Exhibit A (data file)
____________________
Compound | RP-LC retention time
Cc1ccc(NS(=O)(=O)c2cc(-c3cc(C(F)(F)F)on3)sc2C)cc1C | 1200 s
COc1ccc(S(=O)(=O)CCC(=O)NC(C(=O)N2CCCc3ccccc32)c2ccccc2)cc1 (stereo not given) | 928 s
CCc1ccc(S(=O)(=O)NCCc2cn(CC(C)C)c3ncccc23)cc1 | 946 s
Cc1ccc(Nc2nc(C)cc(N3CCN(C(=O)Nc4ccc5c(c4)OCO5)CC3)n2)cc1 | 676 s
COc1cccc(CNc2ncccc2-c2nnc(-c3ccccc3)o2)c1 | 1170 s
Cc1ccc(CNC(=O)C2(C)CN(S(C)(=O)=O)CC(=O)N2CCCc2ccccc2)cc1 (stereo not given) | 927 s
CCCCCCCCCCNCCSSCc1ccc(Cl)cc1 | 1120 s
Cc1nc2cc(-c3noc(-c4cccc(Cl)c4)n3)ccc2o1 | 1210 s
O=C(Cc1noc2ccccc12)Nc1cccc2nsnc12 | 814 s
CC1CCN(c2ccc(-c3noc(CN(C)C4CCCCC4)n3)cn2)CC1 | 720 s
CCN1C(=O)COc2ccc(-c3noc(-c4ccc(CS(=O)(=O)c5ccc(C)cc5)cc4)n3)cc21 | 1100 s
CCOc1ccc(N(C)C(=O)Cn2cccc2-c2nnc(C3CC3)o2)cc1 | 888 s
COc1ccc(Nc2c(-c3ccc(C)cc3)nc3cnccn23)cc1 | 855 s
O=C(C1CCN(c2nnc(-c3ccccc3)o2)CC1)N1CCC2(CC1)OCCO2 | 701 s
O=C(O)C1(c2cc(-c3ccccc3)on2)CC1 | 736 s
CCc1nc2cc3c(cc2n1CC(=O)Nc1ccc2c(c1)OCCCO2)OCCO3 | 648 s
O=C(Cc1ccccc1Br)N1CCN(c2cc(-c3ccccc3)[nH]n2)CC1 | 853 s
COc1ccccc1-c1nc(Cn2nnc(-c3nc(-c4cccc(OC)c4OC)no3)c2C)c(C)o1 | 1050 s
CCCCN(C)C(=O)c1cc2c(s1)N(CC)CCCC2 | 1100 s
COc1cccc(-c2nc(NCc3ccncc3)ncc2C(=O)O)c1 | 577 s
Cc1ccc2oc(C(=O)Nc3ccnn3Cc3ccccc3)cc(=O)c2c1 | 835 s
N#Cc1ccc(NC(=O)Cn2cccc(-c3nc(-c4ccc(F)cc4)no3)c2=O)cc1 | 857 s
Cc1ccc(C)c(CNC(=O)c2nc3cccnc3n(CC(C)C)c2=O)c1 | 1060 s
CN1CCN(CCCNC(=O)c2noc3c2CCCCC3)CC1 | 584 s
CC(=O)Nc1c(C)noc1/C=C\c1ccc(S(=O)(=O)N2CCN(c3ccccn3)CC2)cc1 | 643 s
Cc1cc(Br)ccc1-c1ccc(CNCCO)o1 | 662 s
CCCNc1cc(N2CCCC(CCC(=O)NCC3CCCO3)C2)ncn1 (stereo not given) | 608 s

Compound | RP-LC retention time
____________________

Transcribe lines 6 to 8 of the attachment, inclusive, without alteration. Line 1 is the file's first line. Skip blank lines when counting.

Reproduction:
COc1cccc(CNc2ncccc2-c2nnc(-c3ccccc3)o2)c1 | 1170 s
Cc1ccc(CNC(=O)C2(C)CN(S(C)(=O)=O)CC(=O)N2CCCc2ccccc2)cc1 (stereo not given) | 927 s
CCCCCCCCCCNCCSSCc1ccc(Cl)cc1 | 1120 s